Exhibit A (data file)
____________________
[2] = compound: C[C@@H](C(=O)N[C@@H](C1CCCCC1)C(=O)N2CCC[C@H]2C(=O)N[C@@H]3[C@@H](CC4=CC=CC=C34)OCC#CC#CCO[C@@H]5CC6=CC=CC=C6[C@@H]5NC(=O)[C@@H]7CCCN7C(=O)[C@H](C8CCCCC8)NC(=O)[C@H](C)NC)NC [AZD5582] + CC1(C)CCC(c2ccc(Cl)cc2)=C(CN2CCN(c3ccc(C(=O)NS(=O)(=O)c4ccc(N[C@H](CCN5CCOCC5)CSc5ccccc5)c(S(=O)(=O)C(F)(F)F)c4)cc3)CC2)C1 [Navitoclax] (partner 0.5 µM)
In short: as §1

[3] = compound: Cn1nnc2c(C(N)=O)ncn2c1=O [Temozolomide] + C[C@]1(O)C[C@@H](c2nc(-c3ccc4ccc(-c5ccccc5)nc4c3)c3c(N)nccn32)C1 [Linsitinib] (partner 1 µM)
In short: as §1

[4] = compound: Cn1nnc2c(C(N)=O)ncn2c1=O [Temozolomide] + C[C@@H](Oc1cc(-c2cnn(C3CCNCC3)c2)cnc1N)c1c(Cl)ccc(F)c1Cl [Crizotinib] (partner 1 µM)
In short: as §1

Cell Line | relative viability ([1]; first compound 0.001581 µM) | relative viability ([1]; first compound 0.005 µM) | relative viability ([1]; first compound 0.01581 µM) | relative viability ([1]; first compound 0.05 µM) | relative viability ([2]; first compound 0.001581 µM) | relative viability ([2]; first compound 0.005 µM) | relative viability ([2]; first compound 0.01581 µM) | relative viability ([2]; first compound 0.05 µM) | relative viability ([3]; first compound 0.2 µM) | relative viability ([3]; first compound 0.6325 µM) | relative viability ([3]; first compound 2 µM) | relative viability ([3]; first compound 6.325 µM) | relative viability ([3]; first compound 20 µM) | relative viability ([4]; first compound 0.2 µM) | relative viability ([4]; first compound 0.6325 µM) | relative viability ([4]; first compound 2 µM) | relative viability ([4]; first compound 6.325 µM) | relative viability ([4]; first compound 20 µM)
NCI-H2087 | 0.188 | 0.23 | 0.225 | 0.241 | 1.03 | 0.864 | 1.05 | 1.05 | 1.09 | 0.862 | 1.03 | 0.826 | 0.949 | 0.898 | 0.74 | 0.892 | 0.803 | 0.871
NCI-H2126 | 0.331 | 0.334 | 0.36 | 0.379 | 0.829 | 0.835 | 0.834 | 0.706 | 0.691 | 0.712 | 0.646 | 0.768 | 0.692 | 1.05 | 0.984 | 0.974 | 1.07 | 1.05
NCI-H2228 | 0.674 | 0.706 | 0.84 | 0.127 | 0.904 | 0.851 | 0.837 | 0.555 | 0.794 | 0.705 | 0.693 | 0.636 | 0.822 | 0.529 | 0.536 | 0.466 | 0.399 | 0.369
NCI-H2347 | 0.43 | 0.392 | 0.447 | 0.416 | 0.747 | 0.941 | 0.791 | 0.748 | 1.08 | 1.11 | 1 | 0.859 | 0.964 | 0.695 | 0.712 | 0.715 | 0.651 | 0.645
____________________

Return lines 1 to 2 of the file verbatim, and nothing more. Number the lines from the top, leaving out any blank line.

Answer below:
[2] = compound: C[C@@H](C(=O)N[C@@H](C1CCCCC1)C(=O)N2CCC[C@H]2C(=O)N[C@@H]3[C@@H](CC4=CC=CC=C34)OCC#CC#CCO[C@@H]5CC6=CC=CC=C6[C@@H]5NC(=O)[C@@H]7CCCN7C(=O)[C@H](C8CCCCC8)NC(=O)[C@H](C)NC)NC [AZD5582] + CC1(C)CCC(c2ccc(Cl)cc2)=C(CN2CCN(c3ccc(C(=O)NS(=O)(=O)c4ccc(N[C@H](CCN5CCOCC5)CSc5ccccc5)c(S(=O)(=O)C(F)(F)F)c4)cc3)CC2)C1 [Navitoclax] (partner 0.5 µM)
In short: as §1